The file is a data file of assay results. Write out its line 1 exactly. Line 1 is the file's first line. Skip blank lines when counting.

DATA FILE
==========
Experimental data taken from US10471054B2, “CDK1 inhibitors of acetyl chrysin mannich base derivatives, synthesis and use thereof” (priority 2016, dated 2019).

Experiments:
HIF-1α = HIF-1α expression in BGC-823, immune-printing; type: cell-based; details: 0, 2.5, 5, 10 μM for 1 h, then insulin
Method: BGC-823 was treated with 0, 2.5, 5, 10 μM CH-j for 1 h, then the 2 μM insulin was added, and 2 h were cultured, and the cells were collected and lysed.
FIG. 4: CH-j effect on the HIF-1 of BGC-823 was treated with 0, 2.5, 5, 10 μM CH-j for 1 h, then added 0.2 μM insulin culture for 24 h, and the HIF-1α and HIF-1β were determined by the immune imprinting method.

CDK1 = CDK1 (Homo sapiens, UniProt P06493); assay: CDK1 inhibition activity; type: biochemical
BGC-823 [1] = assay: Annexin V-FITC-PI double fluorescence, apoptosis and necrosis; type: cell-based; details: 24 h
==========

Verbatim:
Experimental data taken from US10471054B2, “CDK1 inhibitors of acetyl chrysin mannich base derivatives, synthesis and use thereof” (priority 2016, dated 2019).